Do you know what its like to spend energy of one kind in order to gain energy of another kind? 

That’s what it usually feels like for me when I go swim. It doesn’t have to be ‘easy’ swimming either. Most often I train quite strenuously, challenging select parts of my performance system. I just like it this way. I may leave the pool quite tired, but only in certain ways, because I leave refreshed in others. That’s the amazing trade off that has keeps going for years. Once I learned how to consistently make that kind of conversion, swimming quit being a chore I had to do to ‘stay in shape’ and became something that rewards me in the act of doing it, and provides a long lasting afterglow. 

This is not a reward that comes only after enduring a hard, unpleasant practice, feeling the pumped muscles and pride of voluntarily suffering what others won’t (which is rather fleeting and shallow anyway). I can feel the conversion of energy happening in the act of swimming. Physically, I feel cleaner. Mentally, I feel refreshed. Emotionally, I feel strengthened. Even on a rough day I may go in heavy, I feel it giving me something more than I had coming in. It doesn’t make my problem go away, but it does give me more energy to face it. 

It is wired into my implicit memory now. I have a strong positive association. Even when really down, if I can just get to the water for just 30 minutes this kind of practice will help me feel a bit stronger, it can help me keep going. 

I also feel the same eager anticipation when going out on my long training runs, and those leave me far more tired than swimming. A big part of my motivation for engaging in ultra-distance training is to take what I do in the water and work on applying it to what I do on the land, which is harder on the body. The conversion is a bit less efficient than in the water because the equivalent work in running imposes more pounding on the body, despite my great attention to stress-reducing technique. That wear on the body takes up additional resources for recovery and extend it. But nonetheless, mentally and emotionally, I feel so much better in the act of hard or long running and afterward. I look forward to improving my ‘energy conversion’ skill on longer and longer runs.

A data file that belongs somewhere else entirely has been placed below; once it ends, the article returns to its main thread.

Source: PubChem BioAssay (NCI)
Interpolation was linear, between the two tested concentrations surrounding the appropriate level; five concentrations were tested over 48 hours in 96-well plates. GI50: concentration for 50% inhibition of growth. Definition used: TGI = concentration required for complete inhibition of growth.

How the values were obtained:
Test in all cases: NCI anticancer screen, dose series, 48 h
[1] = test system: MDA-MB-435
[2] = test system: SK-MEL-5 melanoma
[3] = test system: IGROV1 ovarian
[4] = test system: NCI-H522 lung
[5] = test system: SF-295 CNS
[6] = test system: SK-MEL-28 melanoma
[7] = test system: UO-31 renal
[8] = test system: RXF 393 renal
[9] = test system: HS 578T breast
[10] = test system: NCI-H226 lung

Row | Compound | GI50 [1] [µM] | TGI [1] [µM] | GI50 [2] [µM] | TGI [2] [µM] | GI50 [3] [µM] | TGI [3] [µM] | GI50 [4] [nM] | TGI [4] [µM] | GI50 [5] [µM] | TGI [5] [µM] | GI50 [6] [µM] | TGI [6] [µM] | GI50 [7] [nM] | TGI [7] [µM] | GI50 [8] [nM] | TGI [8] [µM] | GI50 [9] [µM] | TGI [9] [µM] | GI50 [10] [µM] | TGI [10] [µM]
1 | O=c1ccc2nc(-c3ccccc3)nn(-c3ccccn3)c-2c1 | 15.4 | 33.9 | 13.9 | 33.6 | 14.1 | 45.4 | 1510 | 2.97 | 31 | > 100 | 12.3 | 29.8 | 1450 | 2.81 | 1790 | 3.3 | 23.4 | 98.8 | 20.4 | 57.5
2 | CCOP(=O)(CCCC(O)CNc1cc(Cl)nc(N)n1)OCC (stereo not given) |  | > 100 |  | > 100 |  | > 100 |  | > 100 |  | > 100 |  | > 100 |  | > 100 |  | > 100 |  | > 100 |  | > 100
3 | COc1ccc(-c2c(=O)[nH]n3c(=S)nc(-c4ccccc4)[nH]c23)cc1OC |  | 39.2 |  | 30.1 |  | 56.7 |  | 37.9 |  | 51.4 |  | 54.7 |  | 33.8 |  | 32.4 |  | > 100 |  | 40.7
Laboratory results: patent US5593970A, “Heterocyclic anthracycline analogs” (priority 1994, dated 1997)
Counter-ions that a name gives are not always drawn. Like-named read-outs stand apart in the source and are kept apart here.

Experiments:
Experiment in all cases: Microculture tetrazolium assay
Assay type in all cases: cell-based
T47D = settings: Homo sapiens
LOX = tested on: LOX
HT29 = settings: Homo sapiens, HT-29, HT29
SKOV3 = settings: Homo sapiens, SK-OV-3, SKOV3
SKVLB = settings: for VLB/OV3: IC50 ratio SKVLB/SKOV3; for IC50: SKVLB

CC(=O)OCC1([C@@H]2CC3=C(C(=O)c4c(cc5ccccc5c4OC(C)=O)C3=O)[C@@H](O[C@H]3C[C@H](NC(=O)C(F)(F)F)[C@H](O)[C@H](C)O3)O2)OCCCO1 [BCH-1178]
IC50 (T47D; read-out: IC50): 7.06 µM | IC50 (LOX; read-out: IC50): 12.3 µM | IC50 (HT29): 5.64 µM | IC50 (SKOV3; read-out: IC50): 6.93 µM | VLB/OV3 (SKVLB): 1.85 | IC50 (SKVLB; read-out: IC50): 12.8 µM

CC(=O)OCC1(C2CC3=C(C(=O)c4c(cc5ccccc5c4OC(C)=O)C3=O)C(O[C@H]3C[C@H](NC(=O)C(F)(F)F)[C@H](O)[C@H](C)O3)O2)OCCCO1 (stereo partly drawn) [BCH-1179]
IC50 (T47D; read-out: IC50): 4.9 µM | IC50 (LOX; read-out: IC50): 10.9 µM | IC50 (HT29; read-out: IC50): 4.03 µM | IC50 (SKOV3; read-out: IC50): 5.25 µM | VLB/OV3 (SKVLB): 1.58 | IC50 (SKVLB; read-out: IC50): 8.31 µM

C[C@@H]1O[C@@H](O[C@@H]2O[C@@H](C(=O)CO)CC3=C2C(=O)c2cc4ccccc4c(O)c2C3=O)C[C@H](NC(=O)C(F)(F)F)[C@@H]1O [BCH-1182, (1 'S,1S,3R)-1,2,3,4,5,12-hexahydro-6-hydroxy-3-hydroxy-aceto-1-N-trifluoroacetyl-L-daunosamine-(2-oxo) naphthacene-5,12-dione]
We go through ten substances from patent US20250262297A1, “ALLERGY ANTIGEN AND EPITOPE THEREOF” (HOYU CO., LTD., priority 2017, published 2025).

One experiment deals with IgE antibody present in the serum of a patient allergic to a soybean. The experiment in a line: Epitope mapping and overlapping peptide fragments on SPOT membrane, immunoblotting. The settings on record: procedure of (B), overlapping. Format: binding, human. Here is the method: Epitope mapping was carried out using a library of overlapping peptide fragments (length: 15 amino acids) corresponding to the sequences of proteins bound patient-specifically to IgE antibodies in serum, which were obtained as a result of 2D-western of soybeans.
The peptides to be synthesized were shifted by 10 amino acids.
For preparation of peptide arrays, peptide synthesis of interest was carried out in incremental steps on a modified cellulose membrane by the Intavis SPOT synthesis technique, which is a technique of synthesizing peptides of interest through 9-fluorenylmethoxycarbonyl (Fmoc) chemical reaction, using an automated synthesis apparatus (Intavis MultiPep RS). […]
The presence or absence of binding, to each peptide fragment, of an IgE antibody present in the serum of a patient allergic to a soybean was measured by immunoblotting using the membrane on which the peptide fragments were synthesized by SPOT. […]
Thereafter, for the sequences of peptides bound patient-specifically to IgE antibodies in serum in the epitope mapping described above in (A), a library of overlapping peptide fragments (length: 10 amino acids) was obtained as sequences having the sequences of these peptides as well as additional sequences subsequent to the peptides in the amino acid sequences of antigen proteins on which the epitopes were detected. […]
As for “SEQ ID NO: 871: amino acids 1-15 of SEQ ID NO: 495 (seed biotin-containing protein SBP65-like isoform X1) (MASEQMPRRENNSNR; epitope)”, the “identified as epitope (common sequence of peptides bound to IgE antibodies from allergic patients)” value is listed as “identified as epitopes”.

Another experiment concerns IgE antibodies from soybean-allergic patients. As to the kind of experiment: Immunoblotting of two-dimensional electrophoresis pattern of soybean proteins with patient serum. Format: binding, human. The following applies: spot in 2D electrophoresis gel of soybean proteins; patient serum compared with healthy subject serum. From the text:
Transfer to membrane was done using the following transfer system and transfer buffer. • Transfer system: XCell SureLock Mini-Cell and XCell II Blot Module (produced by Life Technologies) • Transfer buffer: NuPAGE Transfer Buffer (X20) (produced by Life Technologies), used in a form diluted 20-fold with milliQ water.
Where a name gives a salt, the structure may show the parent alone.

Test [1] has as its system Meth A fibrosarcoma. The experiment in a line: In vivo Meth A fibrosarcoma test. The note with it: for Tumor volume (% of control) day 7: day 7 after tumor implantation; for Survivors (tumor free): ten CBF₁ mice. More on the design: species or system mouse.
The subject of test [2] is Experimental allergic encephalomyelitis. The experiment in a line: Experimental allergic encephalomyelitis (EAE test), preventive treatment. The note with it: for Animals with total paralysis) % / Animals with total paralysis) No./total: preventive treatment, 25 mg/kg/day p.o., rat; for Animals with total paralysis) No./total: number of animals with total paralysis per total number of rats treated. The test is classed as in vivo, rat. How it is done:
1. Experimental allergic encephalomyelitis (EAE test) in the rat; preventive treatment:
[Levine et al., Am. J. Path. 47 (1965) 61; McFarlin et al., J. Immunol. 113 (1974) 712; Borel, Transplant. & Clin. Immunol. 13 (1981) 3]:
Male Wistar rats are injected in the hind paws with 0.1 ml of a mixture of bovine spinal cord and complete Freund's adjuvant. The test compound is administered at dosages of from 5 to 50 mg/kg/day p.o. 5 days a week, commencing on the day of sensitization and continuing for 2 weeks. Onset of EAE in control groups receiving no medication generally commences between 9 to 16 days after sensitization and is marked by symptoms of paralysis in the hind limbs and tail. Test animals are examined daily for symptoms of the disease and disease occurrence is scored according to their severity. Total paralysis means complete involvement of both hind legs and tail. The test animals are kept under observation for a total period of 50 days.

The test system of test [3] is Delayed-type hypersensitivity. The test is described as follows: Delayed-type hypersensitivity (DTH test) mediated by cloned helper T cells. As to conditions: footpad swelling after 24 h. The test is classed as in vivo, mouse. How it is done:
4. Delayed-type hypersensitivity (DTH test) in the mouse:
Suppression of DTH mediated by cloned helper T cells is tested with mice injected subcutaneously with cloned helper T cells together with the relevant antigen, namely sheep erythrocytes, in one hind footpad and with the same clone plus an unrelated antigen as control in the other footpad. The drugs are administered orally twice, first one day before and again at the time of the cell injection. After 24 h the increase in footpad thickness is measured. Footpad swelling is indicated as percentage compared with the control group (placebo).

This has a great deal to do with paying careful attention. It has a great deal to do with careful technique – making things work more smoothly, with better synchronization and consistency. It has a great deal to do with an attitude that assumes a cooperative relationship with the mind, the whole body, the water and the natural forces I work with.  

I hope you too are tapping into this wonderful conversion, where your practice allows you to spend energy of one kind to gain energy of another kind, for a more positive and pleasing trade off. 

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